Published online by Cambridge University Press: 27 October 2009
A toroidal volume near Io's orbit is made luminous by multiple optical and ultraviolet line emissions excited by resonant scattering of sunlight and by electron collisions. These emitting atoms and ions have been lost from Io. Table 6.1 summarizes the species and detected transitions as of early 1982. In this chapter we focus on spectrophotometric measurements of these emissions and their physical interpretation. The reader is referred to Pilcher and Strobel  for a more general view of torus emission phenomenology.
The concept of circumplanetary atoms of satellite origin was first proposed by McDonough and Brice  for Titan, a satellite with a dense atmosphere from which Jeans escape is probably important. The Io phenomenon was not anticipated owing to Io's low atmospheric pressure [Smith and Smith, 1972; Pearl et al., 1979]; nevertheless, the discovery by R. A. Brown  of sodium optical emission from Io's vicinity established the first example of a satellite that is a rich, continuing source of material for a planetary environment. We know now that the flow of material from Io dominates the particle and energy budgets of the Jovian magnetosphere.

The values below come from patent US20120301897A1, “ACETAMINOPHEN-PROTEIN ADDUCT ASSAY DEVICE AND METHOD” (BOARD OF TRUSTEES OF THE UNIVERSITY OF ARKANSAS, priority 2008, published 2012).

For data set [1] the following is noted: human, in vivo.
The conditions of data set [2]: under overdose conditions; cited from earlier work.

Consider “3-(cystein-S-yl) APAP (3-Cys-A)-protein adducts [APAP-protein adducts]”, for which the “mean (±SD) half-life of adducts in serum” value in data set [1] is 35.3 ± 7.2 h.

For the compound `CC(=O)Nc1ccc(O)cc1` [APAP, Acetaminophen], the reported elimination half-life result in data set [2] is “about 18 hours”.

The primary spatial reference here is to a toroidal volume of ~ 4 × 1031 cm3 between about 5 and 7 Rj from Jupiter, which includes Io's orbit but lies near the magnetic equatorial plane or centrifugal symmetry surface. This torus contains the bulk of Io's neutral atom clouds and coincides roughly with the UV source region seen by Voyager.